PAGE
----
All we need is an easy explanation of the problem, so here it is.
At work I am using a wireless mouse and keyboard. I was sitting at my desk this morning wondering if and how they are secured against key loggers.
What stops another device from listening to my key strokes and looking for things like:
Is the assumption that the range on these devices is too small to be listened to by a malicous person?
How to solve :
I know you bored from this bug, So we are here to help you! Take a deep breath and look at the explanation of your problem. We have many solutions to this problem, But we recommend you to use the first method because it is tested & true method that will 100% work for you.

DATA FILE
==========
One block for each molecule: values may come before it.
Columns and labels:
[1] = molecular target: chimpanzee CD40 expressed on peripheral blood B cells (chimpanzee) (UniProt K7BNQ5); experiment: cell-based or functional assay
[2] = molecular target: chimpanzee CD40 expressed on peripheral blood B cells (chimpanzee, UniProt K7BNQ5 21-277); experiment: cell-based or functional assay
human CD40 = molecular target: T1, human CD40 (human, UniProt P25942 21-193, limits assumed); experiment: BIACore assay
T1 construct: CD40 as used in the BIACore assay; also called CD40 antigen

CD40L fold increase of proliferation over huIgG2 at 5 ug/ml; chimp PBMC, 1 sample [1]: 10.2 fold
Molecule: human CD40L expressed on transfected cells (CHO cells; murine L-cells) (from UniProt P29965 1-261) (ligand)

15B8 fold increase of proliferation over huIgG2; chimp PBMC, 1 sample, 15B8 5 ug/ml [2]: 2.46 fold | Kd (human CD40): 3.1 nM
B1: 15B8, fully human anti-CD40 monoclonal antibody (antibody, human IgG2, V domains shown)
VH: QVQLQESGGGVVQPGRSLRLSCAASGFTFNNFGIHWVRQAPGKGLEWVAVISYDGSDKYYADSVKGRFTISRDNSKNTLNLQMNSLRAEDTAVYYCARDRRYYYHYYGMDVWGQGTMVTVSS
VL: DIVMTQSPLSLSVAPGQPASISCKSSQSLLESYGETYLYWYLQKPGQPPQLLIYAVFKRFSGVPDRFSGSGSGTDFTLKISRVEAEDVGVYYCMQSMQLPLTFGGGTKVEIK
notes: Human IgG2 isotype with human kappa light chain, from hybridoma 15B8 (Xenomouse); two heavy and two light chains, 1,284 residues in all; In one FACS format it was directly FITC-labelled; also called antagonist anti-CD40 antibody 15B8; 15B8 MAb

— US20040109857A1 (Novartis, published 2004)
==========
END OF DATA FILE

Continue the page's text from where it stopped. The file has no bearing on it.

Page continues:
Wireless keyboards should be considered insecure unless they specifically state they use channel encryption.
Do a google search for ‘keykeriki’ – it’s a sniffing tool for wireless keyboards.
Some manufacturers use AES encryption for selected or all keyboards that communicate with custom USB radio receiver, or implement Bluetooth which has its own security stack. Others only XOR data with certain value (e.g. MAC address) which is more of an obfuscation than encryption.
Here is an explanation from security researcher how he managed to capture communication of Microsoft Comfort Desktop 5000 http://travisgoodspeed.blogspot.com/2011/02/promiscuity-is-nrf24l01s-duty.html
When it comes to wireless mice – many manufacturers don’t use encryption (excluding Bluetooth devices) – I guess they assume that information about right/left key presses and screen coordinates is not confidential.
It is possible to “sniff” the transmission, but yes due to the limited range and the fact that most of the devices are “paired” to one another it is harder to “sniff” this signal, than ,for example, cracking the wireless and collecting packets from there.
Note: Use and implement method 1 because this method fully tested our system.
Thank you 🙂